Unfortunately, routine screening methods are not yet available for use by clinical laboratories. Screening can be achieved by the CDC in suspected cases of Zika related illness, and therefore it is not yet recommended or possible for organ donor’s to be screened for Zika virus as part of a donor evaluation. With time we will likely have a better understanding of the risk that Zika poses to individuals immunosuppressed for organ transplant. We will also likely have better screening methods that will be more readily available. For now, I think it is prudent to take precautions until more is known, but feel that there is no reason to panic, since there is no evidence at this time that donor organs have been compromised in any way.


References and further reading:

“Guidances for organ donation and transplantation professionals regarding the Zika virus”.  Feb. 4 2016.  UNOS Newsroom.


Interim Guidelines for Pregnant Women During a Zika virus outbreak – United States 2016.  CDC Morbidity and Mortality Weekly Report.  Jan. 22. 2016.


Possible Association Between Zika virus infection and Microcephaly – Brazil 2015.  CDC Morbidity and Mortality Weekly Report.  Jan. 29, 2016.

Zika Virus sexually transmitted in the US

The Zika virus that created an international state of emergency just got more scarier: apparently, it can be sexually transmitted. Such a case was reported in the US.

Global Aedes aegypti predicted distribution. The map depicts the probability of occurrence (blue=none, red=highest occurrence).

The disease has been associated with thousands of babies being born with underdeveloped brains and has recently been spreading like wildfire through South America. Zika is generally transmitted through mosquito bites, like the related Dengue. However, a person contacted it without traveling to one of the infected areas, after their partner traveled to one of those areas.

“We certainly understand the concern. This needs to be further investigated to understand the conditions and how often or likely sexual transmission is, and whether or not other body fluids are implicated,” WHO spokesman Gregory Hartl told Reuters.

“This is the only the second mooted case of sexual transmission,” he said, referring to media reports about a case of an American man who returned from Senegal and is suspected of infecting his wife.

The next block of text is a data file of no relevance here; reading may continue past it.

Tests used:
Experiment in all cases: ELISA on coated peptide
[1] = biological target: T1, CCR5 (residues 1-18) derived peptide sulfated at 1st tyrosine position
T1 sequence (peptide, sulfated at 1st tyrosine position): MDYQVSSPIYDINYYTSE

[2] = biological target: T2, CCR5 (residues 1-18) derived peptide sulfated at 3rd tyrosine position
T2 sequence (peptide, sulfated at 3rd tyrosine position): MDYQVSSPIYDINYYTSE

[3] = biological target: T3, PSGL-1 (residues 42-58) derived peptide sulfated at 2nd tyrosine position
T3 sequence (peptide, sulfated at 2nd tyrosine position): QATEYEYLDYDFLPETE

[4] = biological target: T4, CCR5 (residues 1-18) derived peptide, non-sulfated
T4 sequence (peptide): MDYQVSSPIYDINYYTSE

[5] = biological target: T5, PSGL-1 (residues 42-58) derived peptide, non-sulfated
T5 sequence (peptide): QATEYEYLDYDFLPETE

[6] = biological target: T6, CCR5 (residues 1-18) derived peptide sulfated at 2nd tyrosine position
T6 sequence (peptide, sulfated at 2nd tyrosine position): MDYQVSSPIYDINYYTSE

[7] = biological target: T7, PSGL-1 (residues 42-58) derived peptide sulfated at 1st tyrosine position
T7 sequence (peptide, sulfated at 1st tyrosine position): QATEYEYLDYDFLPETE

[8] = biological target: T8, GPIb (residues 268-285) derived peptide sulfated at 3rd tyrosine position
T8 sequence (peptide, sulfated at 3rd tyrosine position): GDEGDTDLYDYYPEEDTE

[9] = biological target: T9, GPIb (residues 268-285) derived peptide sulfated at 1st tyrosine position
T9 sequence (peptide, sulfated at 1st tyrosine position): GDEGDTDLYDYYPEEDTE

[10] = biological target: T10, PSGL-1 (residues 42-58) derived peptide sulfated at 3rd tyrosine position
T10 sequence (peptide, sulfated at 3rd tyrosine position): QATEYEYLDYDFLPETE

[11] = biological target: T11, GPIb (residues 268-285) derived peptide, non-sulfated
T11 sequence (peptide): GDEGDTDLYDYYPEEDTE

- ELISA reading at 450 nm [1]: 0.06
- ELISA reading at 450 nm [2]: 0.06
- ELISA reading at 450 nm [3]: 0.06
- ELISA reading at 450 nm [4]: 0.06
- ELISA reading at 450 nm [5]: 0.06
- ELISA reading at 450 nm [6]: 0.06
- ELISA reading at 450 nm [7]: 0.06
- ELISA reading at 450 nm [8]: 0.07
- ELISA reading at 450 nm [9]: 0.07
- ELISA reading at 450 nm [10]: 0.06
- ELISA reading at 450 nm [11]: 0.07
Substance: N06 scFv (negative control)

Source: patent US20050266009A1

Anne Schuchat, principal deputy director for CDC, said this was the first case it had dealt with involving a “non-traveller”.

“We don’t believe this was spread through mosquito bites, but we do believe it was spread through a sexual contact.”

Fighting Zika is certainly not easy. The virus is helped by the same conditions as Ebola – warm temperatures, high humidity and poverty. The lack of hygiene is crucial for the spread of the disease, as well as for mosquitoes, which generally transmit it. For this reason, an outbreak in the US seems very unlikely, as mosquito control programs are already heavily in place. However, it’s not completely out of the question.

There are still many things we don’t know about the Zika – not even why the virus causes birth defects. Dr. Yoel Sadovsky, a Professor of Obstetrics, Gynecology and Reproductive Sciences, University of Pittsburgh said:

“We know very little about how Zika virus infection occurs during pregnancy and how it causes birth defects. However, what we do know from other viral infections during pregnancy is that there are several steps that are needed for viruses to affect the fetus. The first is to get into the mother’s body and then to infect or cross the placenta. At that point, the virus can enter a specific fetal compartment such as neurons which could potentially lead to a defect such as microcephaly. Alternatively the virus can remain in the placenta and may affect development of the fetus by disrupting placental function.”

It will take quite a while to figure these things out but in the meantime, the CDC advises pregnant women to avoid traveling to the infected countries (same for blood donors).